The Good Parts
It’s certainly easier to be more specific about your thoughts when you are picking faults in something, and I don’t want you as a reader to think I didn’t enjoy this story, because I did.
Indeed, for all the faults that I’ve highlighted above, I think it’s a very well put together story.
There is, as I say, genuine drama, especially towards the end when Jackie is confronted with the reality of the situation her daughter is in, and though marred by the stupidity of the Magic Mobile, that a Doctor Who writer finally addresses the situation of how people react to their loved ones just vanishing off the face of the Earth when they leave in the TARDIS is fantastic.
Moreover, the acting of the likes of Christopher Eccleston – who let’s not forget is now six for six in terms of good performances, immediately making him the best Doctor since Tom Baker – as well as Billie Piper, Camile Coduri, Noel Clark (in Episode Two) and Penelope Wilton is superb.
Even the female Slitheen – in amongst a selection of over the top childish scenes – shines in that confrontation with the Doctor where that little bit of doubt creeps into her mind when he says he’s going to stop her.
There’s good humour too, with lines like “How would I know (if I have vinegar)?” “It’s your kitchen”, the bit where Mickey asks if the Doctor gets the Sports Channels and the scene where Mickey stops to take a photo of the Slitheen on his phone providing genuine laughs.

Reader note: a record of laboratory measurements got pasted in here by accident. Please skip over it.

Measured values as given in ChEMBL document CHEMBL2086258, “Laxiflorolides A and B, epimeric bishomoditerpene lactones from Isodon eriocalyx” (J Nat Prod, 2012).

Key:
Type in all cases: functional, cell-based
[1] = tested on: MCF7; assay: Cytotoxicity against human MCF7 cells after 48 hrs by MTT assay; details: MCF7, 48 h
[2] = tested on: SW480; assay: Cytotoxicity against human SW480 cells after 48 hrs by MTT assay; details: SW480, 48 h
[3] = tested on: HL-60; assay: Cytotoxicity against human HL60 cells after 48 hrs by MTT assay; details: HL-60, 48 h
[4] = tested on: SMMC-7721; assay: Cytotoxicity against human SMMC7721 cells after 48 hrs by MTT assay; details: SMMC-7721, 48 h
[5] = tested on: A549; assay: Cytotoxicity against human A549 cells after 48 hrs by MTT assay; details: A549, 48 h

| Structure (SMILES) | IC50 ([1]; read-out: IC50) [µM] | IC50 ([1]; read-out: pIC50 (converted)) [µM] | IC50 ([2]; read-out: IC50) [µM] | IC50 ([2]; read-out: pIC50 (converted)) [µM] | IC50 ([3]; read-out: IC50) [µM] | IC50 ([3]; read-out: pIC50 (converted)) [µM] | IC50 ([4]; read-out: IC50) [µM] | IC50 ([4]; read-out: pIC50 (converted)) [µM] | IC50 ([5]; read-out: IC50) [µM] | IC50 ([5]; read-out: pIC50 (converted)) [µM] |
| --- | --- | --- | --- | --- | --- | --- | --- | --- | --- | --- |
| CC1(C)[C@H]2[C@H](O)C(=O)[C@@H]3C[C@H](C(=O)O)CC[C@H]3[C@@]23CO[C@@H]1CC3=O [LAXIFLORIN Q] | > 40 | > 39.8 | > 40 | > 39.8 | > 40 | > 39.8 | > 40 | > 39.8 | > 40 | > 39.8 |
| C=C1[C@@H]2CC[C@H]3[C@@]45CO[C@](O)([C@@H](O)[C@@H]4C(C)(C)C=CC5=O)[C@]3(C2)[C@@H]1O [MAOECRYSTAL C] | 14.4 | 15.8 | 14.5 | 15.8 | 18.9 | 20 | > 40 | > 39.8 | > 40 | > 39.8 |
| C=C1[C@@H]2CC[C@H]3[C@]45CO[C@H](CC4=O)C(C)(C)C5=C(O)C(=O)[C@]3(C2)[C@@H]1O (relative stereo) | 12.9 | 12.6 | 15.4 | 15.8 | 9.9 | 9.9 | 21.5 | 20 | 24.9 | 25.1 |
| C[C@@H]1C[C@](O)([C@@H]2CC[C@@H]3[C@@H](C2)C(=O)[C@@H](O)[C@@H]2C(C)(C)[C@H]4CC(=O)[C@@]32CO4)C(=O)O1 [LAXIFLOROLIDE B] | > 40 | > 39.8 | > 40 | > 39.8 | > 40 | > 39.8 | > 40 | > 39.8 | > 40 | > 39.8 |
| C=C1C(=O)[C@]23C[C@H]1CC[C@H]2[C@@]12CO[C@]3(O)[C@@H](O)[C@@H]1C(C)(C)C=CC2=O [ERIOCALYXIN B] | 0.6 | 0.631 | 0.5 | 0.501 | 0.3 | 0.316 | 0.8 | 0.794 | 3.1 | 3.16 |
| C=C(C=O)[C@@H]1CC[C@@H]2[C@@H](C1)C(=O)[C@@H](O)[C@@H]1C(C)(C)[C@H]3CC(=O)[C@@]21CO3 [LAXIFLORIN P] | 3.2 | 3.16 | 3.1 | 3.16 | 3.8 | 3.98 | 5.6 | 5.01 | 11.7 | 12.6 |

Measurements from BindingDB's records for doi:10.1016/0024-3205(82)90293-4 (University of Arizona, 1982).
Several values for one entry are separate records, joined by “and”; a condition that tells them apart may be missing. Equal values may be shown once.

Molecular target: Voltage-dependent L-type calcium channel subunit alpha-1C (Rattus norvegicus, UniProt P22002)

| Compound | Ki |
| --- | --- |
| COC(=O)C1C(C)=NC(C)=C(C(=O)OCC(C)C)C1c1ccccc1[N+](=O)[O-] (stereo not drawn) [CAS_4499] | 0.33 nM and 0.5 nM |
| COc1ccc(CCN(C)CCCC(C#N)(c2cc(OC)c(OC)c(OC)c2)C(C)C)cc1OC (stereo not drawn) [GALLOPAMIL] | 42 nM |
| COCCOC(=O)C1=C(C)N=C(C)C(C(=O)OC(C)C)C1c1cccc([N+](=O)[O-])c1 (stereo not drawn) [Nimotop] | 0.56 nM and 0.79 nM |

And then of course we have the scale of it. Great location work, the audacity to bring the fantasy of Doctor Who into a more grounded reality by having the Space Ship crashing into Big Ben and the sheer amount of extras – it all just makes the show seem far slicker than it ever has before.
Most of all though, it works because it continues to expand the characters. Look at any Doctor Who companion from the Classic Era as far back as the mid 70s and you just won’t find one with any sort of character that has been developed (if they even have one at all). Ian & Barbara and Jo Grant are among the only ones to really develop from the time they joined the show to when they left our screens. You take a character like Nyssa or Peri and you just see a “Doctor Who Girl”, written as an outline rather than as a real person. Nothing seems to faze them and nor does it change them.
But I feel that Rose continues to develop even in the short space of time we’ve seen her. We understand her background, we know about her family dynamic and we watch her grow more confident and assured by being around the Doctor, who
Oh shut up you melodramatic tosser
also in turn develops as well.
And I think that’s the biggest thing about RTD’s writing; though Doctor Who is a concept that could take you anywhere or do anything, the key is – or at least can be – in the relationships between the characters.